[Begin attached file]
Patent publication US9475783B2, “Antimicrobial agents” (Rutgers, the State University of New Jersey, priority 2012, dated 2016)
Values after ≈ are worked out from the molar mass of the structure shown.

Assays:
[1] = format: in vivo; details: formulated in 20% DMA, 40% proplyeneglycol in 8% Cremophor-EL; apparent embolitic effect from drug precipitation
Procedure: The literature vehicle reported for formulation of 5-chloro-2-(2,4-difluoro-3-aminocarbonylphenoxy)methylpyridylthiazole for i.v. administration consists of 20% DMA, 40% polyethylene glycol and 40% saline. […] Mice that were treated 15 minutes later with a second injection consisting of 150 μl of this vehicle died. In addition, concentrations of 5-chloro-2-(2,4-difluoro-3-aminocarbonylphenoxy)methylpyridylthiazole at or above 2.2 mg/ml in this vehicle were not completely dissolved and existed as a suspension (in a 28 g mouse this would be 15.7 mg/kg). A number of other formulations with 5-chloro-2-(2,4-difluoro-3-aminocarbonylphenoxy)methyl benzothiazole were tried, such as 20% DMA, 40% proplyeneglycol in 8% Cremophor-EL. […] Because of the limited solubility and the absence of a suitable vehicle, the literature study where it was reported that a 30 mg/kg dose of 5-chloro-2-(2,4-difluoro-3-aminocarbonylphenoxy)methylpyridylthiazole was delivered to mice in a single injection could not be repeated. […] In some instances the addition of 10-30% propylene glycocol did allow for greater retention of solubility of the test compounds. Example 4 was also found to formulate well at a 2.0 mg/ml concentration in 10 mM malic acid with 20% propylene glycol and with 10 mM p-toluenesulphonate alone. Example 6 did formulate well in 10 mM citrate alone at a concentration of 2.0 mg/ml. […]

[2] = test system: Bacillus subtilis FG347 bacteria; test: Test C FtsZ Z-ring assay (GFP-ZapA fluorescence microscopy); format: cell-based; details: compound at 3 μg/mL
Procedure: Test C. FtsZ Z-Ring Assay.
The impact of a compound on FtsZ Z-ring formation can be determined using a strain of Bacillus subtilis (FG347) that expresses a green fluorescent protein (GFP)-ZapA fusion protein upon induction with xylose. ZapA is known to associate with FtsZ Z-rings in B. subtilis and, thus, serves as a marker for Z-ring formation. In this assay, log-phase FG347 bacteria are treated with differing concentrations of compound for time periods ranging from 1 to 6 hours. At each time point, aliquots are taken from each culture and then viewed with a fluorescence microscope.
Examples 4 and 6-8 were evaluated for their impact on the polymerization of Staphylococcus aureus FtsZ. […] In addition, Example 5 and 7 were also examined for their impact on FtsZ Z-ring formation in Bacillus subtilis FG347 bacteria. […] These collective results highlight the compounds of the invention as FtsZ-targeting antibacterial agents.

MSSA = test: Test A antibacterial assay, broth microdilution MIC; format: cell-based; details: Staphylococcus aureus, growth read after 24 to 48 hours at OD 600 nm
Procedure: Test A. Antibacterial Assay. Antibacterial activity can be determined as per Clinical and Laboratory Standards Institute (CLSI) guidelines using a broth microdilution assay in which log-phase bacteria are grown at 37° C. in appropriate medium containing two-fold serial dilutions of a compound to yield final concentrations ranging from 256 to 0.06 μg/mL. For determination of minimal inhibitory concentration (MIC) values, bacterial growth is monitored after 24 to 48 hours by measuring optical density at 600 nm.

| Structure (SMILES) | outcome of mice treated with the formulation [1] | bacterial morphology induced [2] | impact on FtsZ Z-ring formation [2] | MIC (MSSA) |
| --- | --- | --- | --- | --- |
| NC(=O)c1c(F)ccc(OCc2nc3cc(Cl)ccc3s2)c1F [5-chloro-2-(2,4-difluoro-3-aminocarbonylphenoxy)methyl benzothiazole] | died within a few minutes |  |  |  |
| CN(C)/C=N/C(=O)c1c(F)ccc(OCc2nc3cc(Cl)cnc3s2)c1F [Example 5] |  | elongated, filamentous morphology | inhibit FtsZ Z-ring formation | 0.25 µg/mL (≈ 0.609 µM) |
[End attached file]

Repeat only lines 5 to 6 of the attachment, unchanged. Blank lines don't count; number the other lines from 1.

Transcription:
Procedure: The literature vehicle reported for formulation of 5-chloro-2-(2,4-difluoro-3-aminocarbonylphenoxy)methylpyridylthiazole for i.v. administration consists of 20% DMA, 40% polyethylene glycol and 40% saline. […] Mice that were treated 15 minutes later with a second injection consisting of 150 μl of this vehicle died. In addition, concentrations of 5-chloro-2-(2,4-difluoro-3-aminocarbonylphenoxy)methylpyridylthiazole at or above 2.2 mg/ml in this vehicle were not completely dissolved and existed as a suspension (in a 28 g mouse this would be 15.7 mg/kg). A number of other formulations with 5-chloro-2-(2,4-difluoro-3-aminocarbonylphenoxy)methyl benzothiazole were tried, such as 20% DMA, 40% proplyeneglycol in 8% Cremophor-EL. […] Because of the limited solubility and the absence of a suitable vehicle, the literature study where it was reported that a 30 mg/kg dose of 5-chloro-2-(2,4-difluoro-3-aminocarbonylphenoxy)methylpyridylthiazole was delivered to mice in a single injection could not be repeated. […] In some instances the addition of 10-30% propylene glycocol did allow for greater retention of solubility of the test compounds. Example 4 was also found to formulate well at a 2.0 mg/ml concentration in 10 mM malic acid with 20% propylene glycol and with 10 mM p-toluenesulphonate alone. Example 6 did formulate well in 10 mM citrate alone at a concentration of 2.0 mg/ml. […]

[2] = test system: Bacillus subtilis FG347 bacteria; test: Test C FtsZ Z-ring assay (GFP-ZapA fluorescence microscopy); format: cell-based; details: compound at 3 μg/mL